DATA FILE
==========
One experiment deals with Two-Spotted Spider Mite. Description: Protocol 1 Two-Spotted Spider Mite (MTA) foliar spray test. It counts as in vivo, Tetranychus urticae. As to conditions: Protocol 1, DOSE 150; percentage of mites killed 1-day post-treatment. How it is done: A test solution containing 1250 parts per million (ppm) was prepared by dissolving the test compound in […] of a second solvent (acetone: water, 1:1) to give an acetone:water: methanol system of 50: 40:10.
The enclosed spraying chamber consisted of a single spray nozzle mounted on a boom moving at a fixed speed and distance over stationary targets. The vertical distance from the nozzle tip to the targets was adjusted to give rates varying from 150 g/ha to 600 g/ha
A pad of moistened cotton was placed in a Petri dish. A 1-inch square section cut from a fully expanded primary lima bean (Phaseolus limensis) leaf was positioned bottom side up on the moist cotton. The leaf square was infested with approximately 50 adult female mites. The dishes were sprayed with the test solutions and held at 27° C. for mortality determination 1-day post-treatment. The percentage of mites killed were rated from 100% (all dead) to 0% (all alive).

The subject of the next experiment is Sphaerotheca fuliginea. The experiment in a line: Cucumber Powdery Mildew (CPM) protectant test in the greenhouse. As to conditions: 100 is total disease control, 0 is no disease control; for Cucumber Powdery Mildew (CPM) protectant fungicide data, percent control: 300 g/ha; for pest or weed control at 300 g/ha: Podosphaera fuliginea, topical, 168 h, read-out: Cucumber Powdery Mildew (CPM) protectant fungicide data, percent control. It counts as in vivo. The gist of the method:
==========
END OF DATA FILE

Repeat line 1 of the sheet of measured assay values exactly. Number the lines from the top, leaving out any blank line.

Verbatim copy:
One experiment deals with Two-Spotted Spider Mite. Description: Protocol 1 Two-Spotted Spider Mite (MTA) foliar spray test. It counts as in vivo, Tetranychus urticae. As to conditions: Protocol 1, DOSE 150; percentage of mites killed 1-day post-treatment. How it is done: A test solution containing 1250 parts per million (ppm) was prepared by dissolving the test compound in […] of a second solvent (acetone: water, 1:1) to give an acetone:water: methanol system of 50: 40:10.